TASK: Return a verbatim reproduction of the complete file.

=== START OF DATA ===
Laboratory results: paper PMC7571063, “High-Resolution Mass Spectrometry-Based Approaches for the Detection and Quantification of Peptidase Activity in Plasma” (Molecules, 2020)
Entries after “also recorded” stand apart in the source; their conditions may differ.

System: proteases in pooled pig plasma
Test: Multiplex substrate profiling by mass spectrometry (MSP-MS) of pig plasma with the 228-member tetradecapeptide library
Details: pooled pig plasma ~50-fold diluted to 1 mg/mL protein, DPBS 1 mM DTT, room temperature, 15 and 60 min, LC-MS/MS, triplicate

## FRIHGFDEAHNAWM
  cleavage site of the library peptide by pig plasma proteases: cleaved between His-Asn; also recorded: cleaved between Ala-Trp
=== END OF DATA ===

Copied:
Laboratory results: paper PMC7571063, “High-Resolution Mass Spectrometry-Based Approaches for the Detection and Quantification of Peptidase Activity in Plasma” (Molecules, 2020)
Entries after “also recorded” stand apart in the source; their conditions may differ.

System: proteases in pooled pig plasma
Test: Multiplex substrate profiling by mass spectrometry (MSP-MS) of pig plasma with the 228-member tetradecapeptide library
Details: pooled pig plasma ~50-fold diluted to 1 mg/mL protein, DPBS 1 mM DTT, room temperature, 15 and 60 min, LC-MS/MS, triplicate

## FRIHGFDEAHNAWM
  cleavage site of the library peptide by pig plasma proteases: cleaved between His-Asn; also recorded: cleaved between Ala-Trp